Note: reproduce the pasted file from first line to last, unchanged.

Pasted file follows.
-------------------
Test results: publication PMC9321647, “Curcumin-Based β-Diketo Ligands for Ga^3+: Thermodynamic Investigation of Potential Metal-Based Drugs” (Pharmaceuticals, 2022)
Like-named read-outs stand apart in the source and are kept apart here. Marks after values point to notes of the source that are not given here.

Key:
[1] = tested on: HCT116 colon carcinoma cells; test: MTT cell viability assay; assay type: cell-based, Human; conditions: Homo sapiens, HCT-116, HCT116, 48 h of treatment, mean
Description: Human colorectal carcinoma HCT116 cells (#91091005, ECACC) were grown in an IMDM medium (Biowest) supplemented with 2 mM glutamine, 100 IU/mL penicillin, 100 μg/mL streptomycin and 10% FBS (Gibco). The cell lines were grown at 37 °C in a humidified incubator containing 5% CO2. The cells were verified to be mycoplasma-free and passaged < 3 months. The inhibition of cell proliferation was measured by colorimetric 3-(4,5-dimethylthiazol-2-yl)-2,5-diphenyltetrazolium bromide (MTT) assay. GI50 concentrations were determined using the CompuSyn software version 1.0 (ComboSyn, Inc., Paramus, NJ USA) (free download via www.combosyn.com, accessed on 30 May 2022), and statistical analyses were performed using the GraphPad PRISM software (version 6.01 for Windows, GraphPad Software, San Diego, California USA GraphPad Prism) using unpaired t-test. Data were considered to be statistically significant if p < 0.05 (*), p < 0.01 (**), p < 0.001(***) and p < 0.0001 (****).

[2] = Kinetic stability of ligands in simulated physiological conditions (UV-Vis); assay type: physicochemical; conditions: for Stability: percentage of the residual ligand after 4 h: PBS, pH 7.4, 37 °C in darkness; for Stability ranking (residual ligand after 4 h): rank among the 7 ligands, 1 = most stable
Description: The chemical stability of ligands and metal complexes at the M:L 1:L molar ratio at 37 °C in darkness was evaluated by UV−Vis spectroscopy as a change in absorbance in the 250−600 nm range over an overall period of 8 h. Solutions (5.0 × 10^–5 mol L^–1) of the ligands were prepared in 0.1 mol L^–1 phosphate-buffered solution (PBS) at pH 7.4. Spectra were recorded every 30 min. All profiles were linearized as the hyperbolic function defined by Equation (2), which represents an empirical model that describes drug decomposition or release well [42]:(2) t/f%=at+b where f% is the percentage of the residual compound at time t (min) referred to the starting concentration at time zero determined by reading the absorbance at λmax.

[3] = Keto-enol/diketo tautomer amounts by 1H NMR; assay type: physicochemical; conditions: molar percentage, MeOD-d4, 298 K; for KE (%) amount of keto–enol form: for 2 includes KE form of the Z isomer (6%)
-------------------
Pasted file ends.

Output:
Test results: publication PMC9321647, “Curcumin-Based β-Diketo Ligands for Ga^3+: Thermodynamic Investigation of Potential Metal-Based Drugs” (Pharmaceuticals, 2022)
Like-named read-outs stand apart in the source and are kept apart here. Marks after values point to notes of the source that are not given here.

Key:
[1] = tested on: HCT116 colon carcinoma cells; test: MTT cell viability assay; assay type: cell-based, Human; conditions: Homo sapiens, HCT-116, HCT116, 48 h of treatment, mean
Description: Human colorectal carcinoma HCT116 cells (#91091005, ECACC) were grown in an IMDM medium (Biowest) supplemented with 2 mM glutamine, 100 IU/mL penicillin, 100 μg/mL streptomycin and 10% FBS (Gibco). The cell lines were grown at 37 °C in a humidified incubator containing 5% CO2. The cells were verified to be mycoplasma-free and passaged < 3 months. The inhibition of cell proliferation was measured by colorimetric 3-(4,5-dimethylthiazol-2-yl)-2,5-diphenyltetrazolium bromide (MTT) assay. GI50 concentrations were determined using the CompuSyn software version 1.0 (ComboSyn, Inc., Paramus, NJ USA) (free download via www.combosyn.com, accessed on 30 May 2022), and statistical analyses were performed using the GraphPad PRISM software (version 6.01 for Windows, GraphPad Software, San Diego, California USA GraphPad Prism) using unpaired t-test. Data were considered to be statistically significant if p < 0.05 (*), p < 0.01 (**), p < 0.001(***) and p < 0.0001 (****).

[2] = Kinetic stability of ligands in simulated physiological conditions (UV-Vis); assay type: physicochemical; conditions: for Stability: percentage of the residual ligand after 4 h: PBS, pH 7.4, 37 °C in darkness; for Stability ranking (residual ligand after 4 h): rank among the 7 ligands, 1 = most stable
Description: The chemical stability of ligands and metal complexes at the M:L 1:L molar ratio at 37 °C in darkness was evaluated by UV−Vis spectroscopy as a change in absorbance in the 250−600 nm range over an overall period of 8 h. Solutions (5.0 × 10^–5 mol L^–1) of the ligands were prepared in 0.1 mol L^–1 phosphate-buffered solution (PBS) at pH 7.4. Spectra were recorded every 30 min. All profiles were linearized as the hyperbolic function defined by Equation (2), which represents an empirical model that describes drug decomposition or release well [42]:(2) t/f%=at+b where f% is the percentage of the residual compound at time t (min) referred to the starting concentration at time zero determined by reading the absorbance at λmax.

[3] = Keto-enol/diketo tautomer amounts by 1H NMR; assay type: physicochemical; conditions: molar percentage, MeOD-d4, 298 K; for KE (%) amount of keto–enol form: for 2 includes KE form of the Z isomer (6%)